“A fundamental concern for others in our individual and community lives would go a long way in making the world the better place we so passionately dreamt of.” Today’s epistle from James refers to patience, strengthening one’s heart, avoiding grumbling against one another, and looking to the prophets as examples. What can we learn from the prophets of scripture and from modern day prophetic voices like Nelson Mandela? How can their witness inform our own faith journey and willingness to give voice to the voiceless and hope to the hopeless? If you wish, share your thoughts on our website.


The Third Sunday of Advent again has as its central theme the ministry of John the Baptist. Jesus said of him, “Among those born of women there has risen no one greater than John the Baptist…” In today’s Gospel, John, who has been imprisoned by Herod Antipas, is facing death and wishes to know before he dies that he was correct in identifying Jesus as the Messiah. Jesus’ reply is to quote from the Messianic prophecy of Isaiah, demonstrating that he is indeed fulfilling the Messiah’s ministry as Isaiah had foretold.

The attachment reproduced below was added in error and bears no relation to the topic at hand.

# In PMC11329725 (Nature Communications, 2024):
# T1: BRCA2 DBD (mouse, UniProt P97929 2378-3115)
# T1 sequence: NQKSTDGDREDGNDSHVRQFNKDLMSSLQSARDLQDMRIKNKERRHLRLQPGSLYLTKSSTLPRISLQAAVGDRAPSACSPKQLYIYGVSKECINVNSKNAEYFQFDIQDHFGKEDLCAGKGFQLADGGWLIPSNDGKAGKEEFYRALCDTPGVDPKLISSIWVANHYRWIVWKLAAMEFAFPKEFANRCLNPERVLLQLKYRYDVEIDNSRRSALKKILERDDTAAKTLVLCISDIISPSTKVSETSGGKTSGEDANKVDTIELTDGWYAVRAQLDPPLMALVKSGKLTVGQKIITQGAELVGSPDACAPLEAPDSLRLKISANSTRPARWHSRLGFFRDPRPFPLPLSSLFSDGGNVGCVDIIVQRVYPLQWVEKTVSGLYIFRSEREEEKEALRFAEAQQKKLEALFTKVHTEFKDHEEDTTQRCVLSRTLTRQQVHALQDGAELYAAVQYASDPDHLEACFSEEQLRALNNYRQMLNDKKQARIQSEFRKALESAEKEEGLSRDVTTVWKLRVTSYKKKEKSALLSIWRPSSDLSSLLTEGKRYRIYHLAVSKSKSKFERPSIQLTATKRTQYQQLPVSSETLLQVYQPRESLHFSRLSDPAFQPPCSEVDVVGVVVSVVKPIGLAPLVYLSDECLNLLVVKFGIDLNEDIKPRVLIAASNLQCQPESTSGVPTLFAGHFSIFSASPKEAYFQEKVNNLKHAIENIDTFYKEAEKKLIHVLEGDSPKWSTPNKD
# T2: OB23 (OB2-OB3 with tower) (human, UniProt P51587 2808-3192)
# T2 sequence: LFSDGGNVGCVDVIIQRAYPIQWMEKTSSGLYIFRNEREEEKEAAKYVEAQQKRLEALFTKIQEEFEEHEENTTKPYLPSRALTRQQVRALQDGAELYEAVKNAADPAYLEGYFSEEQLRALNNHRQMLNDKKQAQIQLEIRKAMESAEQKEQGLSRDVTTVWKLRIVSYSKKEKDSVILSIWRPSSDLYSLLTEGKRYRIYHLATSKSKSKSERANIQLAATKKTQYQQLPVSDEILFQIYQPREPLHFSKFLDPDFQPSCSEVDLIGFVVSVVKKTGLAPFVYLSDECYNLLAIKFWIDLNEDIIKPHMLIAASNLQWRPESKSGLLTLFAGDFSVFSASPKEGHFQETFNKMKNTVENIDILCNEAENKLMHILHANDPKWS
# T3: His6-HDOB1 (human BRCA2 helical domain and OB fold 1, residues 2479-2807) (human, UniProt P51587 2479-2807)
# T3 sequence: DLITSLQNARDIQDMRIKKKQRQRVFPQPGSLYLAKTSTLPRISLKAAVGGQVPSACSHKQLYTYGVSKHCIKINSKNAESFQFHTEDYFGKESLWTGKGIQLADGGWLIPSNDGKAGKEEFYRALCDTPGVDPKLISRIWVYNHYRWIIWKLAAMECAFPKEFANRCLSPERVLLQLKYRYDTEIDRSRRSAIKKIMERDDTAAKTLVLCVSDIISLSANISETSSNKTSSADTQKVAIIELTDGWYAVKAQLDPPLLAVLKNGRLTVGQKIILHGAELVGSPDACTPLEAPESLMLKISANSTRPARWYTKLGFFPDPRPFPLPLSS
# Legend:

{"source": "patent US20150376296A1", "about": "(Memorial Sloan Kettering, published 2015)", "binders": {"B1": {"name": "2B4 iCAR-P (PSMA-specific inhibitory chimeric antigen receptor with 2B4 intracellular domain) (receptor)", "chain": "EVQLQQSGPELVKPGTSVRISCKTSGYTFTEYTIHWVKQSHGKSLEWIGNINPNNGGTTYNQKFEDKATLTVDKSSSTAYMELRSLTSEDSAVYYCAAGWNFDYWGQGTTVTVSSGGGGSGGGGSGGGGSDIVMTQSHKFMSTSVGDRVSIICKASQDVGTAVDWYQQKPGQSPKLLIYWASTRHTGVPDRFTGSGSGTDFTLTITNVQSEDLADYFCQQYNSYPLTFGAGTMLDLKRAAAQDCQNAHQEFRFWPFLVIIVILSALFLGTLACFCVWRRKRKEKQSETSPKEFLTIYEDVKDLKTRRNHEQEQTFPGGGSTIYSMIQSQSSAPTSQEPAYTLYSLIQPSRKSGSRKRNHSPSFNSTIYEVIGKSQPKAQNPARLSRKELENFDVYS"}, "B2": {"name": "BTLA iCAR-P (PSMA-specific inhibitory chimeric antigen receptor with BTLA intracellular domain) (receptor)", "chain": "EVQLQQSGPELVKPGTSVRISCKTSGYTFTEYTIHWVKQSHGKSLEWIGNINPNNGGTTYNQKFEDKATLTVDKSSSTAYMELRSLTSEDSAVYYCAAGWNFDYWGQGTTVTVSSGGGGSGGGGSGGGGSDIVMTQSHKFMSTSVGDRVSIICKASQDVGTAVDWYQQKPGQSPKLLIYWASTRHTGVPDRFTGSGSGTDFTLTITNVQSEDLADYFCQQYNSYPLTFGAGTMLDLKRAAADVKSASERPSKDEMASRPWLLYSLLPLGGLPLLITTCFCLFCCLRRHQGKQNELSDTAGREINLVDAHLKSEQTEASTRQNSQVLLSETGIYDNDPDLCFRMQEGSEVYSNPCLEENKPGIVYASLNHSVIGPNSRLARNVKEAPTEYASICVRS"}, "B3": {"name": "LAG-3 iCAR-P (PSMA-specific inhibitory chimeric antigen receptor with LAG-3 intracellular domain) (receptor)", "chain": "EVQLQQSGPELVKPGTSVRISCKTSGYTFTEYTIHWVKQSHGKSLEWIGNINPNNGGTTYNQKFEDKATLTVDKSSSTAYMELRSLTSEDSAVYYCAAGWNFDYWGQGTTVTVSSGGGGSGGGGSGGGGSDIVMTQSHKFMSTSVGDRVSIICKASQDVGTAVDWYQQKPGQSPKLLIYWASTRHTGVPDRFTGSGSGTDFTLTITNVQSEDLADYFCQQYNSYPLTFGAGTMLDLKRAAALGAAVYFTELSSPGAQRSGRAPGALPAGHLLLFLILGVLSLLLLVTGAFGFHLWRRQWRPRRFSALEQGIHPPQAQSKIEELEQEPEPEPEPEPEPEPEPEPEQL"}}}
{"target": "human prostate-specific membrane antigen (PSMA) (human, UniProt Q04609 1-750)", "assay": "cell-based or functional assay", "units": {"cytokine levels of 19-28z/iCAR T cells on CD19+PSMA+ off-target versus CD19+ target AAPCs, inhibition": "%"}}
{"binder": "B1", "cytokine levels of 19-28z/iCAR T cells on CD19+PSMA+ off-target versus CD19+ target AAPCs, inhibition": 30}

The Old Testament reading is the passage Jesus quotes in the Gospel reading. The sign of the Messiah is a new order of existence—God’s Kingdom—in which health and salvation spring forth. The second reading is a call to patient waiting for the Lord to appear to inaugurate the kingdom of God.

The distinction between John and even the least in the kingdom—ourselves—who are even greater, is that our birth is more than natural—it is the new birth by water and the spirit in Holy Baptism, which has made us members of the Body of Christ. We are commissioned for ministry in Baptism; a ministry like that of Jesus. In Holy Eucharist, we affirm our commitment to that ministry to all people, which is the ongoing sign of Christ in the world.

From The Rite Light: Reflections on the Sunday Readings and Seasons of the Church Year. Copyright © 2007 by Michael W. Merriman. Church Publishing Incorporated, New York.